TV review: ‘The Flight Attendant’ is an airy, hairy delight of a suspense yarn


‘It’s no mystery how I ended up on this show – after all, I’m one of the original Fly Girls.’

Let's be clear about HBO’s new suspense-dramedy The Flight Attendant: its protagonist is a hard-partying, fast-living individual who blithely walks right into trouble.

And when we say “hard-partying”, we mean reckless boozing, lost weekends, memory gaps, one guy’s bed being as good as any other, you know the routine.

Also, as it becomes obvious to the viewer by the fourth episode, flight attendant Cassie Bowden (The Big Bang Theory’s Kaley Cuoco) did not exactly have the greatest father figure growing up.

And there’s a good reason why we see a lot of awkwardness when she tries to do a simple thing like set up a meet with her visiting brother Davey (T.R. Knight of Grey’s Anatomy).

So, a lot of what happens in the course of The Flight Attendant is the product of decisions made by an individual with a history of, without sounding too judgmental, dodgy decisionmaking.

If you expect sensible actions from someone with Cassie’s history, well, let’s just say you’re barking up the wrong logic tree.

And once we’re clear about that, we might find it easier to settle into the groove of this quirky, often bonkers adaptation of a 2018 bestseller by Chris Bohjalian.

‘I really need to stop landing in roles where service to a dark, evil master gets in the way of my self-allegiance.’‘I really need to stop landing in roles where service to a dark, evil master gets in the way of my self-allegiance.’

It’s not a spoiler but the founding premise of this eight-episode show that Cassie hooks up with mysterious, charming businessman Alex Sokolov (Michiel Huisman) on a flight to Bangkok and wakes up next to his corpse the next morning.

From there, it’s a madcap journey for Cassie and those close to her (not a very big group) as she tries to fill in those memory gaps and find out what Alex was involved in that got him killed (and put a nasty fixer named Miranda, played by The Chilling Adventures Of Sabrina’s Michelle Gomez, on her trail).

We have some moments of contrived convenience – her best friend Annie (Zosia Mamet) happens to be a top criminal defence lawyer, and Annie’s not-boyfriend Max (Deniz Akdeniz) happens to be a skilled hacker. Such handy tools, I mean, characters, eh?

Cassie’s airline colleagues are initially irked that they are drawn into an FBI investigation simply for being the crew on Alex’s flight, but it turns out that one – Rosie Perez’s midlife-crisis-grappling Megan Briscoe – has some intrigue going on in her own life that could be tied in somehow.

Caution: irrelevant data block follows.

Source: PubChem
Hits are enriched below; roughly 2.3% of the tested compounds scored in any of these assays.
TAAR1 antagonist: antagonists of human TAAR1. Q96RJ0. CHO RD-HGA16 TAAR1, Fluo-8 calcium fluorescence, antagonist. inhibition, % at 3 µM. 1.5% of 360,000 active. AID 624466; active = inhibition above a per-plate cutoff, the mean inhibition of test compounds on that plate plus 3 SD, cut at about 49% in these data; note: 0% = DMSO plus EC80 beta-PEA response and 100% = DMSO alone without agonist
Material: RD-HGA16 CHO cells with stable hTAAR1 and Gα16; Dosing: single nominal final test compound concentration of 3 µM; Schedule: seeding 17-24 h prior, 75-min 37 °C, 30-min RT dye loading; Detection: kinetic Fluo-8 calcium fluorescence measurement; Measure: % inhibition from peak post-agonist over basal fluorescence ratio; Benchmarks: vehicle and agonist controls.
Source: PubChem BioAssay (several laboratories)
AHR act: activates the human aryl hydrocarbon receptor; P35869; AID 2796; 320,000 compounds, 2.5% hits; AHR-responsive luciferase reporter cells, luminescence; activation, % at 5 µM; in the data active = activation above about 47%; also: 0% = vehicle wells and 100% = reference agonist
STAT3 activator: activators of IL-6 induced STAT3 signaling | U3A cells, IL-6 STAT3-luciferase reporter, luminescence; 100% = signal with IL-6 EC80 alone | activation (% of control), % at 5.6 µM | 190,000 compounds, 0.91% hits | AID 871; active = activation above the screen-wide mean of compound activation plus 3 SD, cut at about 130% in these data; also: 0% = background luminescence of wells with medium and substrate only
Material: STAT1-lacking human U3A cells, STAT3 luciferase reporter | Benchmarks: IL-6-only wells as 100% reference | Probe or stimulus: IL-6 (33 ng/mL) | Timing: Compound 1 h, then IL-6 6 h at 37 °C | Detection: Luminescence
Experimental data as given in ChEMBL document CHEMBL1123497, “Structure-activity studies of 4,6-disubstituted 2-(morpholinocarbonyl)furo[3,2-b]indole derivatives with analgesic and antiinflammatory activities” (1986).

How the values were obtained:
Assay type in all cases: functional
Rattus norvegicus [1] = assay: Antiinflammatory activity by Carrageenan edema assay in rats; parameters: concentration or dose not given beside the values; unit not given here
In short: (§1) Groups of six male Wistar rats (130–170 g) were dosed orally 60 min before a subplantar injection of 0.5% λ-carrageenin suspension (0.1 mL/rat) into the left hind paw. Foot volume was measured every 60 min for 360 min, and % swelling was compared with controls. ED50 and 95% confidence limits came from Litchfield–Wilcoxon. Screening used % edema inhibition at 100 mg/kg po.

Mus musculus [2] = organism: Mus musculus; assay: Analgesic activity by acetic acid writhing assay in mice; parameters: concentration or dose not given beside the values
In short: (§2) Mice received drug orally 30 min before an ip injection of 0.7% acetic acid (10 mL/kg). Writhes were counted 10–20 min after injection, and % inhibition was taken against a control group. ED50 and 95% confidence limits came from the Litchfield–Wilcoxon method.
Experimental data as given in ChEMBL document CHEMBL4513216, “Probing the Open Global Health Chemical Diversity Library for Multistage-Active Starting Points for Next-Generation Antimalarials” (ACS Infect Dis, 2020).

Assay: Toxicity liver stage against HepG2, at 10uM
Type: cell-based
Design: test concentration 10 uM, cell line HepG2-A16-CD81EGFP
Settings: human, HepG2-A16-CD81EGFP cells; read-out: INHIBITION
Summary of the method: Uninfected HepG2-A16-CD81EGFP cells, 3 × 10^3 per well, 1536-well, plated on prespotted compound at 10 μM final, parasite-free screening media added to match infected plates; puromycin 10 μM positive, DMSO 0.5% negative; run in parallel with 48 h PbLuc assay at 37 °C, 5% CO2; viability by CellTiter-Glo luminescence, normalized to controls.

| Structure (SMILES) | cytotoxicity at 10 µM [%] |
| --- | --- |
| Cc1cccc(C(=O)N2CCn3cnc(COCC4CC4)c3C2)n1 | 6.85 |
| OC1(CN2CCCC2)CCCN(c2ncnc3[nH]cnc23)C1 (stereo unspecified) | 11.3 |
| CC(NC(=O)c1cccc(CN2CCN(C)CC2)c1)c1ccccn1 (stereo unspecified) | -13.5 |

Lest we forget, Cassie is also prone to having conversations in her head with Alex, or rather her idealised version of a still-living Alex.

The scatterbrained decisions that Cassie makes while trying to put things right with her conscience and her life are what mostly contribute to the suspense.

‘Here’s to you, Cassie – you’re truly a date to die for.’‘Here’s to you, Cassie – you’re truly a date to die for.’

Each episode, we’ll see Cassie snoop about and sneak into places where she has no business being, putting her life in danger and complicating the lives of those in her circle.

The Flight Attendant cleverly leads us to come to care for these poor folks as they dig themselves into deep holes to help Cassie – who is often oblivious to just how bad things are getting for them.

But then, it’s not as though things are all that easy for her, either.

A strong scene between Cassie and her brother sheds a lot of light on their childhood, and the choices she has made to remember the past how she wants to recall it – while the reality is still an open and raw wound for Davey.

Its great supporting cast aside, The Flight Attendant will command your attention on the sheer strength of Cuoco’s terrific central performance.

As we learn after a couple of episodes, this is not just a murder-mystery but also a pretty searing bout of self-examination for Cassie, and Cuoco is quite deft at blurring the boundaries between her character’s actions and reflections, softening the edges of what should be a thoroughly unlikeable individual.

Plus, the show’s pacing is tight, it makes neat use of split-screens to heighten the suspense as paths converge or parallel events occur, and its wild turns will pretty much grab you right from the spaced-out opening credits (over Blake Neely’s snappy title track).

The question before the viewer is, whether to give in to that nagging inner voice telling you to forget this claptrap put on The Queen’s Gambit instead; or let yourself be swept along by a bravura performance on a bonkers ride.

As for myself, I’m strapped in all the way to the finale.

All eight episodes of The Flight Attendant are available on HBO GO and Astro On Demand.

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Would you like some snoop with your sneak?

TV review , The Flight Attendant

   

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